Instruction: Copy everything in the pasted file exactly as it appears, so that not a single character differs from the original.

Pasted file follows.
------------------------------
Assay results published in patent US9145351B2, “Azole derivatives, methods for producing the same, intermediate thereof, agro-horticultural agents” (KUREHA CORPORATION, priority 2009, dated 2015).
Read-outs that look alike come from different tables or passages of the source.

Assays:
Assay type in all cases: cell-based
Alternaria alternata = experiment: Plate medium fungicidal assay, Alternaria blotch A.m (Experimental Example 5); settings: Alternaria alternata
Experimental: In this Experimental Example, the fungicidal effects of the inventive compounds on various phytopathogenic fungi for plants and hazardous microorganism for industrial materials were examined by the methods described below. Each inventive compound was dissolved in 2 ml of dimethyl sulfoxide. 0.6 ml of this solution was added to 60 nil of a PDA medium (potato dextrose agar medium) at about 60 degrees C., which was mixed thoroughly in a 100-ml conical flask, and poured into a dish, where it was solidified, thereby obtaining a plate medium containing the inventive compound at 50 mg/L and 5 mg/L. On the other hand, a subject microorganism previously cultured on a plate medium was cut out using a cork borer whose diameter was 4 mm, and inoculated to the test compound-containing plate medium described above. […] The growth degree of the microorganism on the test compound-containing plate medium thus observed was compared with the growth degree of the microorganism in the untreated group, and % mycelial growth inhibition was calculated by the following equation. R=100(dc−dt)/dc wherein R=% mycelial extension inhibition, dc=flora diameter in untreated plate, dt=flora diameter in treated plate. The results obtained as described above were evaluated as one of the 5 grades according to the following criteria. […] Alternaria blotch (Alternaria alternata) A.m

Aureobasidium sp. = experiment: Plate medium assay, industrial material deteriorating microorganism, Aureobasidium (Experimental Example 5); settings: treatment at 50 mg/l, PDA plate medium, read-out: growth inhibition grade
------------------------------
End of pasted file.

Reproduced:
Assay results published in patent US9145351B2, “Azole derivatives, methods for producing the same, intermediate thereof, agro-horticultural agents” (KUREHA CORPORATION, priority 2009, dated 2015).
Read-outs that look alike come from different tables or passages of the source.

Assays:
Assay type in all cases: cell-based
Alternaria alternata = experiment: Plate medium fungicidal assay, Alternaria blotch A.m (Experimental Example 5); settings: Alternaria alternata
Experimental: In this Experimental Example, the fungicidal effects of the inventive compounds on various phytopathogenic fungi for plants and hazardous microorganism for industrial materials were examined by the methods described below. Each inventive compound was dissolved in 2 ml of dimethyl sulfoxide. 0.6 ml of this solution was added to 60 nil of a PDA medium (potato dextrose agar medium) at about 60 degrees C., which was mixed thoroughly in a 100-ml conical flask, and poured into a dish, where it was solidified, thereby obtaining a plate medium containing the inventive compound at 50 mg/L and 5 mg/L. On the other hand, a subject microorganism previously cultured on a plate medium was cut out using a cork borer whose diameter was 4 mm, and inoculated to the test compound-containing plate medium described above. […] The growth degree of the microorganism on the test compound-containing plate medium thus observed was compared with the growth degree of the microorganism in the untreated group, and % mycelial growth inhibition was calculated by the following equation. R=100(dc−dt)/dc wherein R=% mycelial extension inhibition, dc=flora diameter in untreated plate, dt=flora diameter in treated plate. The results obtained as described above were evaluated as one of the 5 grades according to the following criteria. […] Alternaria blotch (Alternaria alternata) A.m

Aureobasidium sp. = experiment: Plate medium assay, industrial material deteriorating microorganism, Aureobasidium (Experimental Example 5); settings: treatment at 50 mg/l, PDA plate medium, read-out: growth inhibition grade